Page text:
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Death a risk in contact sports: coroner

NZ NewswireNZ Newswire 20/10/2016
<span style="font-size:13px;">There is always the risk of serious injury or death in rugby and rugby league matches, says a coroner looking into the death of an army league player.</span> © Getty Images/Allsport There is always the risk of serious injury or death in rugby and rugby league matches, says a coroner looking into the death of an army league player.

The death of a rugby league player who died from a head injury after a game between army sides near Palmerston North was a tragedy but part of the risk in contact sports, a coroner says.

Lieutenant Samuel Scott, 21, had scored two tries in the match at Linton Military Camp in 2014 when towards the end of the game he was run over trying to tackle an an opposition player.

"[I] hit Sam cleanly with my forearms," the opponent told the coronial inquest. "I would have hit him on the shoulder and neck area ... I continued to run over him. My knee or another part of my body may have connected with him as I drove over him but I'm not sure."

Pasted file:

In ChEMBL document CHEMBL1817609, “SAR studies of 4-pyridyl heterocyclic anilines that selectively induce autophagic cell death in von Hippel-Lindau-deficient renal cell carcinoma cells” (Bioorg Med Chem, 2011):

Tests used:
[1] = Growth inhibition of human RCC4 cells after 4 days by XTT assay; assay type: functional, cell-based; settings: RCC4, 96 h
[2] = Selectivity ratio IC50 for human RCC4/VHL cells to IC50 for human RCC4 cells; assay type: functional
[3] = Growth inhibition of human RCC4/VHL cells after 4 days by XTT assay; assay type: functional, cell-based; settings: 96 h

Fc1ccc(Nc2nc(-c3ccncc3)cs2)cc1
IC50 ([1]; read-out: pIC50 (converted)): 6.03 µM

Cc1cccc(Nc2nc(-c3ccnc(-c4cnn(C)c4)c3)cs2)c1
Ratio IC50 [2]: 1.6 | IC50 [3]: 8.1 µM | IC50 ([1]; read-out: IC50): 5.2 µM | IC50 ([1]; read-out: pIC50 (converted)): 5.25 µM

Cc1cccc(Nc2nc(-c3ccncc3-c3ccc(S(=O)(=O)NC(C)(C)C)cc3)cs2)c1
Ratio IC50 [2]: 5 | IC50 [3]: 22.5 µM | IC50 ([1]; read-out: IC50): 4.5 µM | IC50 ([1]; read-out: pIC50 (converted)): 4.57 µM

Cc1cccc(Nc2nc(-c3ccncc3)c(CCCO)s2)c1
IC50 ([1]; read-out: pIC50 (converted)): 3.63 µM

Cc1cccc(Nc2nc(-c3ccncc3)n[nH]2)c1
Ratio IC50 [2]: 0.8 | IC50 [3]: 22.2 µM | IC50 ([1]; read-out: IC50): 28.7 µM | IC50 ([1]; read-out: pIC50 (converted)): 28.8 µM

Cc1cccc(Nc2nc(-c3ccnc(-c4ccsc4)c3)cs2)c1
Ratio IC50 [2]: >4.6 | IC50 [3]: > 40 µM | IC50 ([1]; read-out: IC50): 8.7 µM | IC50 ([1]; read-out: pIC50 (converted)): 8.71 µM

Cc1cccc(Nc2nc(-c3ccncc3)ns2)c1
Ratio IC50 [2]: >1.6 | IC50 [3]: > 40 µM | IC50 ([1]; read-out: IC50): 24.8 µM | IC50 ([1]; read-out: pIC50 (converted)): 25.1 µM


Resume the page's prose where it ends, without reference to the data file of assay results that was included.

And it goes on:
A soldier watching the match, who was trained in treating combat injuries, provided first aid before Lt Scott was taken to hospital.

However, he had suffered a serious and irreversible brain injury and active care was withdrawn. He died in hospital five days later.

Lt Scott's father had felt the player with the ball had defended against being tackled in an illegal manner, but Coroner Carla na Nagara, in her findings released on Friday, says there was no evidence for that.

The referee and other players did not see it as illegal at the time, she said.

She also noted the level of first aid exceeded that available at most comparable rugby and league matches.

"Rugby and rugby league are high impact contact sports, and players continue to sustain serious, and sometimes fatal, head and spinal injuries.

"I consider Sam's death to be the tragic realisation of risk implicit in these sports."

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